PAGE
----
Patriotism, America’s favorite poison

If you were asked to name one stereotype about the United States, there’s a decent chance you’d name something to do with patriotism. In America, love of the country is considered an essential virtue both in politics and in civilian life, as evidenced by the sheer quantity of U.S. flags you can find in nearly any given populated location.

Additionally, a characteristic heavily associated with American life is holding patriotism sacrosanct above all else. In nearly every Republican campaign ad, you can find a reference to the candidate in question being a “true patriot” or “putting America first.” In response, the American left has a tendency to defend its own patriotic virtues, proposing its patriotism as a more logical one that puts people and justice first.

In a country where people are brought up from birth to believe that patriotism is an objectively correct attitude, this is an understandable strategy to win over moderates. However, we have reached a point where it’s time to address the issue that, when analyzing themes in the attitudes of a nation’s people, “patriotism” and nationalism seem practically indistinguishable.

Nationalism is dangerous, as it has been frequently used as a tool by oppressive regimes to maintain power. This danger was demonstrated by the Axis Powers in World War II and continues to be demonstrated today in places such as Russia, China, Brazil, North Korea and even the United States, just to name a few.

If your instinctual reaction to comparing nationalism and patriotism is to explain the difference and defend patriotism, I have a question I want to raise. If patriotism is defined as a love of one’s country and a desire to defend it, as it is in the Oxford English Dictionary, why is that right? Why should the interests of the United States be held above all other countries? Why should the lives of the people here be of higher value to us than those abroad? In other words, what makes us so special?

If your answer involves something related to the U.S. being somehow intrinsically better than other countries, you are a nationalist. If you’re struggling to find an answer, you have identified the problem. None of this is to say that standing up for the interests of the American people is wrong, but that patriotism is not synonymous to that end. Patriotism is loyalty to country; loyalty to the state. And that is not good.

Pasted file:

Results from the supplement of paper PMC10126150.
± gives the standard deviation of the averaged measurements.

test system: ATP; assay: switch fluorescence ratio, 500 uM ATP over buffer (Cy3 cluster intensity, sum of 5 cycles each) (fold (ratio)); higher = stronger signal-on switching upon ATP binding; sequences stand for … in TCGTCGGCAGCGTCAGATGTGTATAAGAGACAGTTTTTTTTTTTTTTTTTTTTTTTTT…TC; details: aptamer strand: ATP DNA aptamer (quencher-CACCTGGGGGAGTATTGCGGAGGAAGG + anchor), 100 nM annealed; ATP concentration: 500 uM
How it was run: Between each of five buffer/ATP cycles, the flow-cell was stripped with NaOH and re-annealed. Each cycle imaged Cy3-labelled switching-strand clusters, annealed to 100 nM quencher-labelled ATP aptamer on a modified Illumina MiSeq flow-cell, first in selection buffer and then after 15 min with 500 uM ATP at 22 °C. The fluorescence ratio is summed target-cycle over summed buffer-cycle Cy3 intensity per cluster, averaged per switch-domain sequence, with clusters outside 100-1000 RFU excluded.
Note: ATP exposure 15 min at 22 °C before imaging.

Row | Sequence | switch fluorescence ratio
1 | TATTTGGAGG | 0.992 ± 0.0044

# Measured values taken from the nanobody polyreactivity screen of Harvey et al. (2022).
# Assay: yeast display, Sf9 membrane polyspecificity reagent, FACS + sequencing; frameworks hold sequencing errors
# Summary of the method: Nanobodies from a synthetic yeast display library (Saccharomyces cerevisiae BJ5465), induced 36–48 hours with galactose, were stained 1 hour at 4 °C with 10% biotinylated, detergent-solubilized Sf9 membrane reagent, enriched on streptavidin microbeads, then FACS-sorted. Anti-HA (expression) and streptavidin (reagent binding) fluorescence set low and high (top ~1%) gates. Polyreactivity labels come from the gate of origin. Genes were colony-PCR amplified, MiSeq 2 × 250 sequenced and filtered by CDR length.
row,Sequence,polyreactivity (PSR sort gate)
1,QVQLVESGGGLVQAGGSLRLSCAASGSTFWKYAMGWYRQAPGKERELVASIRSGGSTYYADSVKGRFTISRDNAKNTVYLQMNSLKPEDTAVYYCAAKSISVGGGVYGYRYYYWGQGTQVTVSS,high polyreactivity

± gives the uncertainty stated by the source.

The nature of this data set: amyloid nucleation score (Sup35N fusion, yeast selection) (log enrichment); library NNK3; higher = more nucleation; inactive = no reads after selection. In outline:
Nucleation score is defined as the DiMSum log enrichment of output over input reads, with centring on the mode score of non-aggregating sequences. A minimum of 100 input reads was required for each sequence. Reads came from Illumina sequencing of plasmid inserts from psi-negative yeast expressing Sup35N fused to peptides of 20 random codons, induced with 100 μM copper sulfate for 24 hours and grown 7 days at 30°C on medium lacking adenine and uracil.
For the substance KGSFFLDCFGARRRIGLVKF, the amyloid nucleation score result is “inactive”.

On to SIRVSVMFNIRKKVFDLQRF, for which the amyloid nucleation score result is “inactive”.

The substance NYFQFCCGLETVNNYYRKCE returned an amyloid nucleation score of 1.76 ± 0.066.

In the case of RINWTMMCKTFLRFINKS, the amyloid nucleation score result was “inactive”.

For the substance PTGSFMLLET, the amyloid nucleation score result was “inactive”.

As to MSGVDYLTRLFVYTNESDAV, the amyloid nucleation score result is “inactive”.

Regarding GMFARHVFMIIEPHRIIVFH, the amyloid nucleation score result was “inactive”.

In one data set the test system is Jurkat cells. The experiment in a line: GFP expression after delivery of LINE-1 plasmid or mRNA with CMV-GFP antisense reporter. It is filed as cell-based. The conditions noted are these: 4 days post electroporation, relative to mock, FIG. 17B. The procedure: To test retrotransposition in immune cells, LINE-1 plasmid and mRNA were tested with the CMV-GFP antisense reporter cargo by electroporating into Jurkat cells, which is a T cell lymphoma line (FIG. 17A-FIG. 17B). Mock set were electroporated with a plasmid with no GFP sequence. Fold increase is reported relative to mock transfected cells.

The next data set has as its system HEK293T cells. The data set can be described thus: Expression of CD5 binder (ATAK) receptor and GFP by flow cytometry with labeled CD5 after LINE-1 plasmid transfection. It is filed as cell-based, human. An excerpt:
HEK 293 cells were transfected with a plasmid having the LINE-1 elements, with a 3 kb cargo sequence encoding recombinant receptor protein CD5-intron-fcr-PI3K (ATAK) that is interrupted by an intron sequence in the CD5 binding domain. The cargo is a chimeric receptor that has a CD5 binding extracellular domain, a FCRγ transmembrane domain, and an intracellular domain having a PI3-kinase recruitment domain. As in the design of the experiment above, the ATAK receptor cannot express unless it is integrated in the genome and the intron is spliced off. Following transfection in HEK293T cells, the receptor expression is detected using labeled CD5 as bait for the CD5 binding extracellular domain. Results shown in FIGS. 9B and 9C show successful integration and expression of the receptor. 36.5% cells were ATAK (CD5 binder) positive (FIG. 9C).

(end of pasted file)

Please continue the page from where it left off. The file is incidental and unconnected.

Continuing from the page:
Loyalty to the state is a road that much of the world has been down before, which is the reason you won’t find many instances of multiple national flags flying on a street in Germany unless it’s time for the World Cup. It’s not just Germany, though. Patriotism in the United States is unique, and people in other countries often find it off-putting and weird. Pledging allegiance to “the State” every day at school or before every large event is not normal.

If patriotism being abnormal is a surprise, you’ve likely fallen victim to its normalization considering its logical flaws are plain to see. Patriotism essentially breaks down into being loyal to the entity which has an arbitrary monopoly on violence and use of force over you, and thinking that the people ruled by your entity are more important than people ruled by different ones. It is not about caring for the American people, and it never has been.

Through this lens, we on the American left can identify the attitude that is a better avenue for productivity in making people’s lives better, whether here or anywhere else. The government has claimed a monopoly on force over people that reside in its make-believe borders and has maintained sovereignty over them through nothing more than historical precedent and the use of force against other governments. Therefore, it seems to me that holding the government accountable and opposing the state’s oppressive tendencies is the ideal way forward.

As such, it is pertinent to change your attitude on loyalty to your country. That doesn’t mean you shouldn’t care about your fellow citizens, but that you should recognize how arbitrary the lines that divide us on a global level really are. Unless a billionaire or a politician has somehow found my article, you have more in common with a poor person in any other country than you do with the people in power here. The United States is not special, but humanity is, and human beings are worth fighting for whether they live here or not.